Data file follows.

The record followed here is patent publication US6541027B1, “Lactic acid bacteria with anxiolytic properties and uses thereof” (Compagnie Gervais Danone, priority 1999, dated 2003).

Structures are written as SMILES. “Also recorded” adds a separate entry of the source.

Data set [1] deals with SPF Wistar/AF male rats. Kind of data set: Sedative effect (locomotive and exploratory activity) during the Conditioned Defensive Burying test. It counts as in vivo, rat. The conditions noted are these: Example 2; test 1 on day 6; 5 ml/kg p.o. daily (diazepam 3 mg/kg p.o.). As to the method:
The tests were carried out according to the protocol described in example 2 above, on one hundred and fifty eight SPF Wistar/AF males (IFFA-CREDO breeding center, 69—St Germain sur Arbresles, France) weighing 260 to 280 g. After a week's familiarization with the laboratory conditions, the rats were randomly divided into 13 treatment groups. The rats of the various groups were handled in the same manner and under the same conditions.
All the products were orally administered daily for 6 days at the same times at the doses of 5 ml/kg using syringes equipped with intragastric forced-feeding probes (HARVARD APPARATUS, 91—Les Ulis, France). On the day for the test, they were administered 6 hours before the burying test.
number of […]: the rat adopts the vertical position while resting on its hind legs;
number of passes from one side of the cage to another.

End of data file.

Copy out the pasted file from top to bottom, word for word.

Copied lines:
The record followed here is patent publication US6541027B1, “Lactic acid bacteria with anxiolytic properties and uses thereof” (Compagnie Gervais Danone, priority 1999, dated 2003).

Structures are written as SMILES. “Also recorded” adds a separate entry of the source.

Data set [1] deals with SPF Wistar/AF male rats. Kind of data set: Sedative effect (locomotive and exploratory activity) during the Conditioned Defensive Burying test. It counts as in vivo, rat. The conditions noted are these: Example 2; test 1 on day 6; 5 ml/kg p.o. daily (diazepam 3 mg/kg p.o.). As to the method:
The tests were carried out according to the protocol described in example 2 above, on one hundred and fifty eight SPF Wistar/AF males (IFFA-CREDO breeding center, 69—St Germain sur Arbresles, France) weighing 260 to 280 g. After a week's familiarization with the laboratory conditions, the rats were randomly divided into 13 treatment groups. The rats of the various groups were handled in the same manner and under the same conditions.
All the products were orally administered daily for 6 days at the same times at the doses of 5 ml/kg using syringes equipped with intragastric forced-feeding probes (HARVARD APPARATUS, 91—Les Ulis, France). On the day for the test, they were administered 6 hours before the burying test.
number of […]: the rat adopts the vertical position while resting on its hind legs;
number of passes from one side of the cage to another.